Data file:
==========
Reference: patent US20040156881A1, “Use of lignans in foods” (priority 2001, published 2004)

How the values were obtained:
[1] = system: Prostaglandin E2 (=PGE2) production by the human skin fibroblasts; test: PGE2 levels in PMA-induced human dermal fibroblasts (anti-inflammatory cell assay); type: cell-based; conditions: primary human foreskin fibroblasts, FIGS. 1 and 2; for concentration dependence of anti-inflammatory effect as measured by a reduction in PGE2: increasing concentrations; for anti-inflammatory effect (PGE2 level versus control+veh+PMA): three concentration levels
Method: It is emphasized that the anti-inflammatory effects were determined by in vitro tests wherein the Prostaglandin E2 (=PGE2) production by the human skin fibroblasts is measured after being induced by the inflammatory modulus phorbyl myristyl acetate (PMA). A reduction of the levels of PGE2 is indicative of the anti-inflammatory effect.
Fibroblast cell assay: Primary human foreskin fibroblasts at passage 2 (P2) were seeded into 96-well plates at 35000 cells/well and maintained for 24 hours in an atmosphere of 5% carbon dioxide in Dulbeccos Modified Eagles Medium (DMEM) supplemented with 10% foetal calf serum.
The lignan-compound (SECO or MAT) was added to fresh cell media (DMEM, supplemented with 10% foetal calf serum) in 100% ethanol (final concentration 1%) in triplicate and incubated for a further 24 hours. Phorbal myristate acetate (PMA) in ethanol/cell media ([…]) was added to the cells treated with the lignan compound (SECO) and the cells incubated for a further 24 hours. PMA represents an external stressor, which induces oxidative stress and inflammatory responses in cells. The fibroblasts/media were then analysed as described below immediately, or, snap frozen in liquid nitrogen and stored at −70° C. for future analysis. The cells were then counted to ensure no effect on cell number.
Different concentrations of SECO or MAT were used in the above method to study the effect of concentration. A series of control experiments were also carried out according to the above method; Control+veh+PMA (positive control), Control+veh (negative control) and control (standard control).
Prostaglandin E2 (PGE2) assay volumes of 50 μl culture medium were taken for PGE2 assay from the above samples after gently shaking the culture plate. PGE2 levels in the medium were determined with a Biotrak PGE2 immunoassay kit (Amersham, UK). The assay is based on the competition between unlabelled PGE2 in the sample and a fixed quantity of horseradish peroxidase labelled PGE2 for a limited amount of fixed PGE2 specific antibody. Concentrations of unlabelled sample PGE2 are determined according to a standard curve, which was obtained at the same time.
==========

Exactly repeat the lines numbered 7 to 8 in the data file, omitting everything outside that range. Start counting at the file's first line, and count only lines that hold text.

Different concentrations of SECO or MAT were used in the above method to study the effect of concentration. A series of control experiments were also carried out according to the above method; Control+veh+PMA (positive control), Control+veh (negative control) and control (standard control).
Prostaglandin E2 (PGE2) assay volumes of 50 μl culture medium were taken for PGE2 assay from the above samples after gently shaking the culture plate. PGE2 levels in the medium were determined with a Biotrak PGE2 immunoassay kit (Amersham, UK). The assay is based on the competition between unlabelled PGE2 in the sample and a fixed quantity of horseradish peroxidase labelled PGE2 for a limited amount of fixed PGE2 specific antibody. Concentrations of unlabelled sample PGE2 are determined according to a standard curve, which was obtained at the same time.